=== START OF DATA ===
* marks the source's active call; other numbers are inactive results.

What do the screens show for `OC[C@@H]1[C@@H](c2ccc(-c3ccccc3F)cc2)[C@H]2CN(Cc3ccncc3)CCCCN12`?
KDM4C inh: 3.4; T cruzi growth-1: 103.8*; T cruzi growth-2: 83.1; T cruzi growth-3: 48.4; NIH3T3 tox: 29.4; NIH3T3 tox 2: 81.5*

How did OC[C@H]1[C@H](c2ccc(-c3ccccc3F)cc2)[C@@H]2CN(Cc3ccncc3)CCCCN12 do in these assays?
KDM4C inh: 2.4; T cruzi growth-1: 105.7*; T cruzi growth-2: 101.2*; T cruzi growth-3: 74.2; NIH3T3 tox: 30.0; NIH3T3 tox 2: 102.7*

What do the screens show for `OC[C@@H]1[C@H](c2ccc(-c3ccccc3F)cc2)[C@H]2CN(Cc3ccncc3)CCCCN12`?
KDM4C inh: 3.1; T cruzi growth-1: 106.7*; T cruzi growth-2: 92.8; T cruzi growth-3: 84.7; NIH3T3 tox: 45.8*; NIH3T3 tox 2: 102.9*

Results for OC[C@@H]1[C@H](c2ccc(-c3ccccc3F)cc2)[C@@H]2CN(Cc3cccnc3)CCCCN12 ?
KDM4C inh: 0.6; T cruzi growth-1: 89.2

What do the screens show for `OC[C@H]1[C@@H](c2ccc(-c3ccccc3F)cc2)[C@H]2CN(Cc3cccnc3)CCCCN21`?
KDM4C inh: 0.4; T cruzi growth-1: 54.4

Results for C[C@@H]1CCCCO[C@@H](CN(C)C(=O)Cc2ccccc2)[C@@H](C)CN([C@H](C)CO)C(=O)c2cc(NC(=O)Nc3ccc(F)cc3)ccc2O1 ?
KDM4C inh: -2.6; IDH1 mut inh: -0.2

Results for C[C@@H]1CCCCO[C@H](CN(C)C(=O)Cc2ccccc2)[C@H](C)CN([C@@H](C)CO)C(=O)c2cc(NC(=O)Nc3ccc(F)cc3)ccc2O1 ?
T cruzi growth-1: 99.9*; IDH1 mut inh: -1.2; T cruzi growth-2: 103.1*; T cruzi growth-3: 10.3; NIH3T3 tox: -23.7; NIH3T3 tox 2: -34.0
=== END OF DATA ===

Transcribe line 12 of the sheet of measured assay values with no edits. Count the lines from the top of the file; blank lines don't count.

Results for C[C@@H]1CCCCO[C@@H](CN(C)C(=O)Cc2ccccc2)[C@@H](C)CN([C@H](C)CO)C(=O)c2cc(NC(=O)Nc3ccc(F)cc3)ccc2O1 ?